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Thursday, December 10, 2015 

Can you imagine if they had stopped a war?

Here's a challenge to someone of a cultured literary bent: write an alternate history short story/novella based around the premise that rather than fail, the February 15th 2003 Stop the War march led to the resignation of Tony Blair.  Ian McEwan set his novel Saturday on the day of the march, after all; why not a "what if" considering the ramifications had the march succeeded?

The incredible thing is that in the minds of some, that march did succeed.  How else to explain the vitriol, the gnashing of teeth, the sheer fury the Stop the War Coalition continues to inspire among those who demand it be condemned whenever it rears its head?  How can an organisation that is otherwise such a laughing stock, ran by far leftists who have never won a thing in their lives be regarded as such a malign force?  How can an group that has not stopped a single war it has campaigned against inspire otherwise well-grounded individuals, who insist they respect those with anti-war opinions, to repeatedly come out with the most childish taunts and absurd criticisms?

Believe it or not, today's Independent regards the latest machinations surrounding the StWC and Jeremy Corbyn as being the top issue facing the country.  Labour MPs and the likes of James Bloodworth are demanding that Corbyn, whom is attending the StWC's Friday dinner to effectively hand over the chairmanship that he resigned from after becoming Labour leader, to not go.  Corbyn in response has said that "The anti-war movement has been a vital democratic campaign which organised the biggest demonstrations in British history and has repeatedly called it right over 14 years of disastrous wars in the wider Middle East."

Well yes, but what exactly do opponents of those wars have to show for it other than being able to signal their righteousness?  Almost nothing.  At best, they can point to how, finally, the debate on Syria last week was somewhat better informed than previous ones and did consider if we could be making the same mistakes again.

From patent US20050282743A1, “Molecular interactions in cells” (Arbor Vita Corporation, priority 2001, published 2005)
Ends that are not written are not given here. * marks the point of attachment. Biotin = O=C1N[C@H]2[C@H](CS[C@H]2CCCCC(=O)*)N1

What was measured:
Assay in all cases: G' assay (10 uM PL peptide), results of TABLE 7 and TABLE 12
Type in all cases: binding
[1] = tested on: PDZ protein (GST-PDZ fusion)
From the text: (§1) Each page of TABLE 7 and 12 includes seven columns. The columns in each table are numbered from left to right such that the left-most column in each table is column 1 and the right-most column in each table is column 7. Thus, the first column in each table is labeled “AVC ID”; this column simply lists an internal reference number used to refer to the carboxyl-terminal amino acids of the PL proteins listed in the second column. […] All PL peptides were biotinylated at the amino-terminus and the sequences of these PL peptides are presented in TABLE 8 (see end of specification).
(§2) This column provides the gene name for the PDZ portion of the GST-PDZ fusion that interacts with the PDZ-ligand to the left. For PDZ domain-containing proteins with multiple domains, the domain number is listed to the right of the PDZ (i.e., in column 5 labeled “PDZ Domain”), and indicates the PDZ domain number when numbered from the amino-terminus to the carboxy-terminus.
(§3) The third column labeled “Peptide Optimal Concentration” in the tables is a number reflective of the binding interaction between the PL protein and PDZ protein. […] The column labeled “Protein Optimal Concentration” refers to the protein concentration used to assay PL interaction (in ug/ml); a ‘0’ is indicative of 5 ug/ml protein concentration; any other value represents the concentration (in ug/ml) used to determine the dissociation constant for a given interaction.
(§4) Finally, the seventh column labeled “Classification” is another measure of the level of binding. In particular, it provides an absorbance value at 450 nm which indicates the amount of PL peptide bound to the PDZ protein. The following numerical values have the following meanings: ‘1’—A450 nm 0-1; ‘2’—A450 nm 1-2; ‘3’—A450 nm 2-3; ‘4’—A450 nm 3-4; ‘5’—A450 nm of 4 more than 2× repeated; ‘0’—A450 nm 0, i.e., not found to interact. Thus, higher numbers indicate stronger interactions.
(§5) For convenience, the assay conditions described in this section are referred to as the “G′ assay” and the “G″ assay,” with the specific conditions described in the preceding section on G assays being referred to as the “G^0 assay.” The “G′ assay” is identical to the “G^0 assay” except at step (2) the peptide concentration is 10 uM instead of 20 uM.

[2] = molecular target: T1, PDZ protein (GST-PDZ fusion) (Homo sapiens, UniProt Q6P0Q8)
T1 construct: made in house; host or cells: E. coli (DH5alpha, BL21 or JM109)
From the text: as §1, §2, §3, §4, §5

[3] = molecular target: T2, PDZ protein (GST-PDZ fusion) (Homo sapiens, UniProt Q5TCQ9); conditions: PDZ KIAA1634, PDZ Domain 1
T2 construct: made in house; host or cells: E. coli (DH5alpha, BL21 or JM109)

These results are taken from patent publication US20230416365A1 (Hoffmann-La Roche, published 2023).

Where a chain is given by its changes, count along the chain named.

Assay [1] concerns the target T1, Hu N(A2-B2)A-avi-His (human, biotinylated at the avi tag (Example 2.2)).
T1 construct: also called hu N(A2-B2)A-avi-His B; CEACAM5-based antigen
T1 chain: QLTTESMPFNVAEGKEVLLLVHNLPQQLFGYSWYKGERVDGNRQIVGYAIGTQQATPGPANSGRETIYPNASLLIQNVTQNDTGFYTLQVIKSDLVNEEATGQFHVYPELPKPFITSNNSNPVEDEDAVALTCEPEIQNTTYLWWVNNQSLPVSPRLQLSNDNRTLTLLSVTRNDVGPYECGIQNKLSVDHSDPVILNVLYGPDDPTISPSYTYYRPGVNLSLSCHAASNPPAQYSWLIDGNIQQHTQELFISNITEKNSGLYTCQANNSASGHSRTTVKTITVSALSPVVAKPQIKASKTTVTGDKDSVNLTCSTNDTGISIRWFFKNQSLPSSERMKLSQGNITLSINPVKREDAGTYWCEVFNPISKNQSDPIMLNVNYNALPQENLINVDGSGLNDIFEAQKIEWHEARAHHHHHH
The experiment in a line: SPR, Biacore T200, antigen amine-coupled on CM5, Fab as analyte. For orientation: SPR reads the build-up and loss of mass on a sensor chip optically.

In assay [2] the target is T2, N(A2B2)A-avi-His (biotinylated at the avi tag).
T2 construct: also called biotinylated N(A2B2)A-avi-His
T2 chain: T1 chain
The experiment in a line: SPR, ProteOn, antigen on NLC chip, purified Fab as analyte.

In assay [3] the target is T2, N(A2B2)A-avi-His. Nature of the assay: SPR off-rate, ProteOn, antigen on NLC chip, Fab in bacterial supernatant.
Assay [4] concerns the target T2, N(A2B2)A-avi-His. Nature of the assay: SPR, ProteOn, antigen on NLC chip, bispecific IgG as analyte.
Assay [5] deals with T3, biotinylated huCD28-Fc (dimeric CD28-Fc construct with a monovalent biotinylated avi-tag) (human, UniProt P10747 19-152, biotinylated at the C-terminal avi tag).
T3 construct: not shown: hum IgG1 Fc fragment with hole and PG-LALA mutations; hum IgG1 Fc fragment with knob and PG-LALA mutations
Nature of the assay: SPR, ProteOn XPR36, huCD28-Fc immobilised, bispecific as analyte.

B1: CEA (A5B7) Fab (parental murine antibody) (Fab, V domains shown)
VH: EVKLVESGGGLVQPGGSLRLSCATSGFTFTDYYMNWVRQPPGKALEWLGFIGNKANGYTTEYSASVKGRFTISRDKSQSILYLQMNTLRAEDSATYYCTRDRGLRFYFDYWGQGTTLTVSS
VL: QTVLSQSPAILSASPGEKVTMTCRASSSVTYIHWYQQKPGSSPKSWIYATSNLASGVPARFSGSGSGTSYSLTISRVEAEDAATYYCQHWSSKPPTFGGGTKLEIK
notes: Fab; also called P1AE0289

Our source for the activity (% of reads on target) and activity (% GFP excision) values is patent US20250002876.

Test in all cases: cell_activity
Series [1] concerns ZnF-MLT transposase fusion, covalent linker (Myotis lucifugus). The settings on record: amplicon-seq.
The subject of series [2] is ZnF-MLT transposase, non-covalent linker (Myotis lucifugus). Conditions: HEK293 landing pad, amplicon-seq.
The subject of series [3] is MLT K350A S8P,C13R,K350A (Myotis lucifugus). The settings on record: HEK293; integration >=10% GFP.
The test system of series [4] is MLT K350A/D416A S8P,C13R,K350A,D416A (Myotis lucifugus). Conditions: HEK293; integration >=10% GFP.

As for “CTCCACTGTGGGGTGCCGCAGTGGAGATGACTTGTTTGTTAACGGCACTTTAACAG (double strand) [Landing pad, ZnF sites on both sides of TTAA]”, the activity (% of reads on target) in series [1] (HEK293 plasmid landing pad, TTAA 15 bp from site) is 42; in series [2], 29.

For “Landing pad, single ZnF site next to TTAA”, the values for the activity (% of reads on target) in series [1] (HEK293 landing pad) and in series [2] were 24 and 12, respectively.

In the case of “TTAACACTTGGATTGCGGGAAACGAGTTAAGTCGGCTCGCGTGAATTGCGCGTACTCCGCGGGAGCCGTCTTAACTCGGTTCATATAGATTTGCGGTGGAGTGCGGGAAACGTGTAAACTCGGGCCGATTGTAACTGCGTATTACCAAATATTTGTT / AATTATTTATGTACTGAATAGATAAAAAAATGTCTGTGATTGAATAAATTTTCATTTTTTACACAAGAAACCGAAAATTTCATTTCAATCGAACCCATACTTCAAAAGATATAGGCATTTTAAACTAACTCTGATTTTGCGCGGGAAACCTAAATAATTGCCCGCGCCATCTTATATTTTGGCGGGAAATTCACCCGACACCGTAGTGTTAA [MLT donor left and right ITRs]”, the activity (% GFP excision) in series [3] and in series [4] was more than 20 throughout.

Otherwise, what is there?  As has been made clear, to be against war is one thing; to campaign against it, whether that involves lobbying your MP or protesting outside an MP's constituency office is to risk being tarred as a bully or far worse.  In this world, a vigil organised in part by a local vicar becomes a mob, with the Labour deputy leader going so far as to say that if Labour members were among the crowd they should be expelled from the party.  Words taken completely out of context from blog posts that were hosted on the Stop the War site before being swiftly deleted and disowned are repeated over and over.  Yes, it does sound awful on the surface that StWC apparently said "Paris reaped the whirlwind", or that "IS fighters are the equivalent of the International Brigades", only they didn't, and the author of the latter has apologised profusely for any misunderstanding.

It is nonetheless impossible to pretend that the StWC are the ideal organisation or vehicle for mainstream anti-war sentiment.  They are not, and have always been tied up with the familiar baggage Trotskyist groups carry, some of whom do still believe in being anti-imperialist only when it's Western countries invading and bombing other nations.  They are however the only one we have, and there is no reason to believe if there was a new anti-war group created that was entirely separate from the manoeuvrings of the rump far left it would be regarded any more kindly when its goals would be the same.